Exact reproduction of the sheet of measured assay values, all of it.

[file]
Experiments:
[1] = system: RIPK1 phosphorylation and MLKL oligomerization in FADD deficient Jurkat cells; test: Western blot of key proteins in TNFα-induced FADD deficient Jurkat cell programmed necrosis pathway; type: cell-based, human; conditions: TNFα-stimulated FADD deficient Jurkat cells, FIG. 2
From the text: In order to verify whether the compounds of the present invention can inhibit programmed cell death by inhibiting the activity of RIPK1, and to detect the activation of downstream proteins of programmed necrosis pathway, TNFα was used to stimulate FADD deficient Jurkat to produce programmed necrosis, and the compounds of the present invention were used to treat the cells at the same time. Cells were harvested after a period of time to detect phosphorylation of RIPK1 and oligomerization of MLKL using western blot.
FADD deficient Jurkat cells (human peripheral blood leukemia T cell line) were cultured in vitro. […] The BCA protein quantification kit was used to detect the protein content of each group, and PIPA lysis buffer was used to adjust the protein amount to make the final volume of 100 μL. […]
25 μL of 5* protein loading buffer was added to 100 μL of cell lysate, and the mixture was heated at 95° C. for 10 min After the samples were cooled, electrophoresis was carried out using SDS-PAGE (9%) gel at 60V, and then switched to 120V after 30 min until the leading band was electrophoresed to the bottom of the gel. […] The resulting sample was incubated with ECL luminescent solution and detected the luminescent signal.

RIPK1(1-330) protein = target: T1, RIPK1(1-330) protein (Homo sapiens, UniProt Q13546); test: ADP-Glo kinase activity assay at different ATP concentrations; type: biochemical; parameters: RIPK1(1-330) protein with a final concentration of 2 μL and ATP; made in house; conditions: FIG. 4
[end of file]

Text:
Experiments:
[1] = system: RIPK1 phosphorylation and MLKL oligomerization in FADD deficient Jurkat cells; test: Western blot of key proteins in TNFα-induced FADD deficient Jurkat cell programmed necrosis pathway; type: cell-based, human; conditions: TNFα-stimulated FADD deficient Jurkat cells, FIG. 2
From the text: In order to verify whether the compounds of the present invention can inhibit programmed cell death by inhibiting the activity of RIPK1, and to detect the activation of downstream proteins of programmed necrosis pathway, TNFα was used to stimulate FADD deficient Jurkat to produce programmed necrosis, and the compounds of the present invention were used to treat the cells at the same time. Cells were harvested after a period of time to detect phosphorylation of RIPK1 and oligomerization of MLKL using western blot.
FADD deficient Jurkat cells (human peripheral blood leukemia T cell line) were cultured in vitro. […] The BCA protein quantification kit was used to detect the protein content of each group, and PIPA lysis buffer was used to adjust the protein amount to make the final volume of 100 μL. […]
25 μL of 5* protein loading buffer was added to 100 μL of cell lysate, and the mixture was heated at 95° C. for 10 min After the samples were cooled, electrophoresis was carried out using SDS-PAGE (9%) gel at 60V, and then switched to 120V after 30 min until the leading band was electrophoresed to the bottom of the gel. […] The resulting sample was incubated with ECL luminescent solution and detected the luminescent signal.

RIPK1(1-330) protein = target: T1, RIPK1(1-330) protein (Homo sapiens, UniProt Q13546); test: ADP-Glo kinase activity assay at different ATP concentrations; type: biochemical; parameters: RIPK1(1-330) protein with a final concentration of 2 μL and ATP; made in house; conditions: FIG. 4